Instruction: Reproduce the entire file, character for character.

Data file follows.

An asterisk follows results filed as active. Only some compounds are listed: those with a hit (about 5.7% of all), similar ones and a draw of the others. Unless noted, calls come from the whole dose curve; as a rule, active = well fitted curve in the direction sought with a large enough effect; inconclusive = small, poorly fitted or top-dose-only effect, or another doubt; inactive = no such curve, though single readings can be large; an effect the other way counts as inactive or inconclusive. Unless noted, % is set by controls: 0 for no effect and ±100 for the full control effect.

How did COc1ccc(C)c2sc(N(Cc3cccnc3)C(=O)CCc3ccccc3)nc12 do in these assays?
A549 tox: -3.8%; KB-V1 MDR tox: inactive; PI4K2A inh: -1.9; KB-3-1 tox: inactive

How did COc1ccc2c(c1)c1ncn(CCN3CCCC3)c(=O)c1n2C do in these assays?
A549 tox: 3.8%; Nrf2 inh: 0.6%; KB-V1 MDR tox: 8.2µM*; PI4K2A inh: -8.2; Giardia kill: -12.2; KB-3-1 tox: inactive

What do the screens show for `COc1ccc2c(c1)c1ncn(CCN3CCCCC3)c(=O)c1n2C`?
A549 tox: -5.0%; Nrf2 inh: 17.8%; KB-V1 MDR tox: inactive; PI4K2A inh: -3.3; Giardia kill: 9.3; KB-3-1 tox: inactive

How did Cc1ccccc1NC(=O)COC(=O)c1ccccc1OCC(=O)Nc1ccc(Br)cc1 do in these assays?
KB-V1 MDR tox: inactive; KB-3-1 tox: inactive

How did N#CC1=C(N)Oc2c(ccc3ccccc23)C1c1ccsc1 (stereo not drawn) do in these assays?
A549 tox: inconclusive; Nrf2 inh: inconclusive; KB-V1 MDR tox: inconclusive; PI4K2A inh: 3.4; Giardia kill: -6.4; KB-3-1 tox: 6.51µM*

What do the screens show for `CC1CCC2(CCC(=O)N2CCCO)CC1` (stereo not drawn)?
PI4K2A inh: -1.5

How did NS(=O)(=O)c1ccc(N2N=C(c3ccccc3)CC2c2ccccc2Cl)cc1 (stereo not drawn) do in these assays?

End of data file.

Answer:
An asterisk follows results filed as active. Only some compounds are listed: those with a hit (about 5.7% of all), similar ones and a draw of the others. Unless noted, calls come from the whole dose curve; as a rule, active = well fitted curve in the direction sought with a large enough effect; inconclusive = small, poorly fitted or top-dose-only effect, or another doubt; inactive = no such curve, though single readings can be large; an effect the other way counts as inactive or inconclusive. Unless noted, % is set by controls: 0 for no effect and ±100 for the full control effect.

How did COc1ccc(C)c2sc(N(Cc3cccnc3)C(=O)CCc3ccccc3)nc12 do in these assays?
A549 tox: -3.8%; KB-V1 MDR tox: inactive; PI4K2A inh: -1.9; KB-3-1 tox: inactive

How did COc1ccc2c(c1)c1ncn(CCN3CCCC3)c(=O)c1n2C do in these assays?
A549 tox: 3.8%; Nrf2 inh: 0.6%; KB-V1 MDR tox: 8.2µM*; PI4K2A inh: -8.2; Giardia kill: -12.2; KB-3-1 tox: inactive

What do the screens show for `COc1ccc2c(c1)c1ncn(CCN3CCCCC3)c(=O)c1n2C`?
A549 tox: -5.0%; Nrf2 inh: 17.8%; KB-V1 MDR tox: inactive; PI4K2A inh: -3.3; Giardia kill: 9.3; KB-3-1 tox: inactive

How did Cc1ccccc1NC(=O)COC(=O)c1ccccc1OCC(=O)Nc1ccc(Br)cc1 do in these assays?
KB-V1 MDR tox: inactive; KB-3-1 tox: inactive

How did N#CC1=C(N)Oc2c(ccc3ccccc23)C1c1ccsc1 (stereo not drawn) do in these assays?
A549 tox: inconclusive; Nrf2 inh: inconclusive; KB-V1 MDR tox: inconclusive; PI4K2A inh: 3.4; Giardia kill: -6.4; KB-3-1 tox: 6.51µM*

What do the screens show for `CC1CCC2(CCC(=O)N2CCCO)CC1` (stereo not drawn)?
PI4K2A inh: -1.5

How did NS(=O)(=O)c1ccc(N2N=C(c3ccccc3)CC2c2ccccc2Cl)cc1 (stereo not drawn) do in these assays?